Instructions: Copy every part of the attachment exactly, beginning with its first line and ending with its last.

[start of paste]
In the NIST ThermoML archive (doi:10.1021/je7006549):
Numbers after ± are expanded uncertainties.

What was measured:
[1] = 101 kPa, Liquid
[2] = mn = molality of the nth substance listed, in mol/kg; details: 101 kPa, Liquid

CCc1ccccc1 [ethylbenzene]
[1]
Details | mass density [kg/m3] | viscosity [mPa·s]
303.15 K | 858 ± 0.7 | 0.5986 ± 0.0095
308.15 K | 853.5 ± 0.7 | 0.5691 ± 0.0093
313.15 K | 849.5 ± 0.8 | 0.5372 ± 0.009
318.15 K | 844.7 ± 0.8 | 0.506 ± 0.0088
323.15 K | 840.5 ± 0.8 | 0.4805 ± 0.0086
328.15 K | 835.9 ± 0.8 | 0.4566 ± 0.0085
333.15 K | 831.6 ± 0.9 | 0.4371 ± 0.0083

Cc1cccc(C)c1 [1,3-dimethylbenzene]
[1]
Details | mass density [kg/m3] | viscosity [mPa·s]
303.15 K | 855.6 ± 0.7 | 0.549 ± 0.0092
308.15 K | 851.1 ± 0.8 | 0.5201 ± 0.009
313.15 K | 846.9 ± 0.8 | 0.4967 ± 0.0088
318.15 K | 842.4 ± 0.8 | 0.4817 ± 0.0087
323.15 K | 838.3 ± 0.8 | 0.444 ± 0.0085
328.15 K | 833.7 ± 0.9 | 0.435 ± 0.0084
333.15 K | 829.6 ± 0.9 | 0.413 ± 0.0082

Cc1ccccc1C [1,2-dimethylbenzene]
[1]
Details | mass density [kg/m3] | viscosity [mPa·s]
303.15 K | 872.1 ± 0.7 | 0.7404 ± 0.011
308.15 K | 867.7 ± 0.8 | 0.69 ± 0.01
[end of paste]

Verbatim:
In the NIST ThermoML archive (doi:10.1021/je7006549):
Numbers after ± are expanded uncertainties.

What was measured:
[1] = 101 kPa, Liquid
[2] = mn = molality of the nth substance listed, in mol/kg; details: 101 kPa, Liquid

CCc1ccccc1 [ethylbenzene]
[1]
Details | mass density [kg/m3] | viscosity [mPa·s]
303.15 K | 858 ± 0.7 | 0.5986 ± 0.0095
308.15 K | 853.5 ± 0.7 | 0.5691 ± 0.0093
313.15 K | 849.5 ± 0.8 | 0.5372 ± 0.009
318.15 K | 844.7 ± 0.8 | 0.506 ± 0.0088
323.15 K | 840.5 ± 0.8 | 0.4805 ± 0.0086
328.15 K | 835.9 ± 0.8 | 0.4566 ± 0.0085
333.15 K | 831.6 ± 0.9 | 0.4371 ± 0.0083

Cc1cccc(C)c1 [1,3-dimethylbenzene]
[1]
Details | mass density [kg/m3] | viscosity [mPa·s]
303.15 K | 855.6 ± 0.7 | 0.549 ± 0.0092
308.15 K | 851.1 ± 0.8 | 0.5201 ± 0.009
313.15 K | 846.9 ± 0.8 | 0.4967 ± 0.0088
318.15 K | 842.4 ± 0.8 | 0.4817 ± 0.0087
323.15 K | 838.3 ± 0.8 | 0.444 ± 0.0085
328.15 K | 833.7 ± 0.9 | 0.435 ± 0.0084
333.15 K | 829.6 ± 0.9 | 0.413 ± 0.0082

Cc1ccccc1C [1,2-dimethylbenzene]
[1]
Details | mass density [kg/m3] | viscosity [mPa·s]
303.15 K | 872.1 ± 0.7 | 0.7404 ± 0.011
308.15 K | 867.7 ± 0.8 | 0.69 ± 0.01